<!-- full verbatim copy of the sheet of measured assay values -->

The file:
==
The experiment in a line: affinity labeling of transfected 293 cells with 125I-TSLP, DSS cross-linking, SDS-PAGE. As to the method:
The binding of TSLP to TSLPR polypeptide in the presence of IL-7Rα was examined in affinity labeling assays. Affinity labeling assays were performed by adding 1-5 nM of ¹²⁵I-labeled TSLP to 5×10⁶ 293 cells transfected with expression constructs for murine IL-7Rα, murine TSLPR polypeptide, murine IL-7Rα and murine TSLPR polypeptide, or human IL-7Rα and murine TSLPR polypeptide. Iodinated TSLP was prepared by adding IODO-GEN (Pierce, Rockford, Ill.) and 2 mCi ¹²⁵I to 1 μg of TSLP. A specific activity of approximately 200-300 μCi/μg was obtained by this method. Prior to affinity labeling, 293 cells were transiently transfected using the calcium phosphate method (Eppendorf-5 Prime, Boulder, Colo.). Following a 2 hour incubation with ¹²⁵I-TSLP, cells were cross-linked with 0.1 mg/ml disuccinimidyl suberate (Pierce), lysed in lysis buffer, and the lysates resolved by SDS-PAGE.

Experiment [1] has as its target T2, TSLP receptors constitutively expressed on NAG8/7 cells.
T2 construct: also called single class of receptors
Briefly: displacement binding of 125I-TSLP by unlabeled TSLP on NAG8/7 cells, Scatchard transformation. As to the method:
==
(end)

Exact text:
The experiment in a line: affinity labeling of transfected 293 cells with 125I-TSLP, DSS cross-linking, SDS-PAGE. As to the method:
The binding of TSLP to TSLPR polypeptide in the presence of IL-7Rα was examined in affinity labeling assays. Affinity labeling assays were performed by adding 1-5 nM of ¹²⁵I-labeled TSLP to 5×10⁶ 293 cells transfected with expression constructs for murine IL-7Rα, murine TSLPR polypeptide, murine IL-7Rα and murine TSLPR polypeptide, or human IL-7Rα and murine TSLPR polypeptide. Iodinated TSLP was prepared by adding IODO-GEN (Pierce, Rockford, Ill.) and 2 mCi ¹²⁵I to 1 μg of TSLP. A specific activity of approximately 200-300 μCi/μg was obtained by this method. Prior to affinity labeling, 293 cells were transiently transfected using the calcium phosphate method (Eppendorf-5 Prime, Boulder, Colo.). Following a 2 hour incubation with ¹²⁵I-TSLP, cells were cross-linked with 0.1 mg/ml disuccinimidyl suberate (Pierce), lysed in lysis buffer, and the lysates resolved by SDS-PAGE.

Experiment [1] has as its target T2, TSLP receptors constitutively expressed on NAG8/7 cells.
T2 construct: also called single class of receptors
Briefly: displacement binding of 125I-TSLP by unlabeled TSLP on NAG8/7 cells, Scatchard transformation. As to the method: